It's been more than two years since Middle Earth president Peter Jackson announced that he would produce a big-screen version of The Hobbit, and yet our cinemas are still alarmingly free of short, hairy-footed adventurers (Ben Stiller notwithstanding). What gives? Since Jackson and co-writer/director Guillermo Del Toro are turning J.R.R. Tolkien's one book into two movies, you'd expect the problem to be the screenplay. But according to fansite The One Ring, the script is fine. The trouble can be summed up in three letters: MGM.

MGM owns distribution rights to The Hobbit and has partnered with Warner Bros. to get the films made. But MGM is also a few billion dollars in debt and is up for sale, which makes it difficult to get major projects like a two-part Hobbit movie off the ground. No one wants to embark on something huge when, in a few months, MGM and all its properties could be owned by someone else, or out of business entirely. You don't want a lot of uncertainty when you're doing something that's gonna cost a couple hundred million dollars.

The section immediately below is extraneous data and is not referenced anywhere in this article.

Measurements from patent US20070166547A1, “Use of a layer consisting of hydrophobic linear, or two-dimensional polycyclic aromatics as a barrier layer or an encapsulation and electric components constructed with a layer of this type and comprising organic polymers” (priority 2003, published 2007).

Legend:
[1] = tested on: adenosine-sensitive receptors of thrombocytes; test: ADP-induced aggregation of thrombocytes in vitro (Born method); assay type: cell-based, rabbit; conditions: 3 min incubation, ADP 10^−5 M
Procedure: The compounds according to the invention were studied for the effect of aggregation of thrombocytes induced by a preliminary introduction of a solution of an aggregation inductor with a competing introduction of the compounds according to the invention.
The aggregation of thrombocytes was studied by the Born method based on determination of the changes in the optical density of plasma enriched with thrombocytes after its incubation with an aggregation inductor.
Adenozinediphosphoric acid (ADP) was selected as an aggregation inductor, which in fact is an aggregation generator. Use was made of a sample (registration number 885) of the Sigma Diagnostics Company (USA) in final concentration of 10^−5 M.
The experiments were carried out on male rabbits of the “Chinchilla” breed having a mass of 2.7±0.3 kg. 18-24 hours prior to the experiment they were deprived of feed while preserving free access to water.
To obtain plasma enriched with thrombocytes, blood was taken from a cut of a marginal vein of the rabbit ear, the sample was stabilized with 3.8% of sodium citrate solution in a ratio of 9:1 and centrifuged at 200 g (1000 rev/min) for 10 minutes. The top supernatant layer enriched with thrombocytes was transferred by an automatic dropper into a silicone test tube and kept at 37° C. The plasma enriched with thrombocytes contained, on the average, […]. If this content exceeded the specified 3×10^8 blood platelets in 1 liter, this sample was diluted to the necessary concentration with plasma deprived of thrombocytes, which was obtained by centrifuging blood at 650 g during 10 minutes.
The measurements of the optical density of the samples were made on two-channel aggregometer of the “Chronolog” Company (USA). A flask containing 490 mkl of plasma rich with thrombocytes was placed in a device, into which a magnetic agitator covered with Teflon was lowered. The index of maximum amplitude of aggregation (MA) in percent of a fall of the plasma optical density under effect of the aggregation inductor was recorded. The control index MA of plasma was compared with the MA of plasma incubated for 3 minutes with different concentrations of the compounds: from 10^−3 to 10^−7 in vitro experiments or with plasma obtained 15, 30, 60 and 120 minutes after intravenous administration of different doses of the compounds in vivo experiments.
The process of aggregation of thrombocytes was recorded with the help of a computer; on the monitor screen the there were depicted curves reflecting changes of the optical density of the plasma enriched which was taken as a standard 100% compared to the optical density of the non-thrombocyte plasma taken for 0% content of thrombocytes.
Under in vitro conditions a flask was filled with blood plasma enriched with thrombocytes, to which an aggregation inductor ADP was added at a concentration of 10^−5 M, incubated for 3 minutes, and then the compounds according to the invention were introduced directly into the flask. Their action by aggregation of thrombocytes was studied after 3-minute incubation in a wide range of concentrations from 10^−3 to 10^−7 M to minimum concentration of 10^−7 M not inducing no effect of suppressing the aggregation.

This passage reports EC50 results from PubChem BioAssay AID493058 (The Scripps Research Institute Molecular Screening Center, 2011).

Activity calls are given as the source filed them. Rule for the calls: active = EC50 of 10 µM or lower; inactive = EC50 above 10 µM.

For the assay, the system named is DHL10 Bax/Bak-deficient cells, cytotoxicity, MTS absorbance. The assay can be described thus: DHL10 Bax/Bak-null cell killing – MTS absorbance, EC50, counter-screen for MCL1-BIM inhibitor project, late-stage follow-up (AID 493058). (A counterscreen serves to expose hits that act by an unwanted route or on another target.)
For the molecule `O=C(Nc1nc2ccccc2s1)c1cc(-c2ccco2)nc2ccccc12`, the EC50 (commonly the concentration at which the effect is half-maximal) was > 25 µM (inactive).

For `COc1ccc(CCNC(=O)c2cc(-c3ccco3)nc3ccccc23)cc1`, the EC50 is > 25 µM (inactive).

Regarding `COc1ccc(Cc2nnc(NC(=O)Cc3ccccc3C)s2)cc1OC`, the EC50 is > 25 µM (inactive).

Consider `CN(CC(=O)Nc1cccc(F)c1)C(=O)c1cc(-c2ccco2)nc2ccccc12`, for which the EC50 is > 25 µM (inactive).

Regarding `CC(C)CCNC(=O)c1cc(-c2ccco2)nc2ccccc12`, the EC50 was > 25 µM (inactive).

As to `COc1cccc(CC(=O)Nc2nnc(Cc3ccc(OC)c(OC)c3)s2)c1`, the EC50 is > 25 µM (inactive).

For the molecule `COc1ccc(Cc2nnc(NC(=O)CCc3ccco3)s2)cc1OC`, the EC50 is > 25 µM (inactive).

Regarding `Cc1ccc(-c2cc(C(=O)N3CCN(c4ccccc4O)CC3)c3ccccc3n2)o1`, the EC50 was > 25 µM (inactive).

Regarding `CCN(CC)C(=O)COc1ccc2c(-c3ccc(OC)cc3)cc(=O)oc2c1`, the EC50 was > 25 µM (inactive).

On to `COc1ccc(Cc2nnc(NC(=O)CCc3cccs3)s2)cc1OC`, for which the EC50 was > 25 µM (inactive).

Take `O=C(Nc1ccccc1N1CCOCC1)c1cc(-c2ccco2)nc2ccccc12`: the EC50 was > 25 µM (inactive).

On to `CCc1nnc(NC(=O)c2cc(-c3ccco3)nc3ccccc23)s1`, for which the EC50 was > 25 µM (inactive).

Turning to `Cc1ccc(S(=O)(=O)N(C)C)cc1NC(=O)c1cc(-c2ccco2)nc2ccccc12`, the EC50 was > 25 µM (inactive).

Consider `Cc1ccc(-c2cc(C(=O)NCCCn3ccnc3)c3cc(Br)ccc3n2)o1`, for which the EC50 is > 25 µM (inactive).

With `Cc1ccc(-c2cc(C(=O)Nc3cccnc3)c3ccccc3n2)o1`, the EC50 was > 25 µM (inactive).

Calling the information "rock solid" and citing an "absolutely reliable (anonymous) source," The One Ring reports that MGM's money woes are the major cause for the delay in production. "At this stage we are all working and hoping for the best case scenario," the source said. "Without a doubt, the MGM situation carries great importance."

So when will the movies get made? Not until MGM gets sorted out. A few studios have bid on it (including Time Warner, which owns Warner Bros., which would make things a lot easier), but at this point MGM's debt-holders appear likely to reject the offers. Getting the first film done in time for a late 2011 release is possible but unlikely; right now 2012 seems like the earliest -- a full nine years after the third Lord of the Rings movie. As in all things, I blame the fat hobbit.

[Via The Playlist.]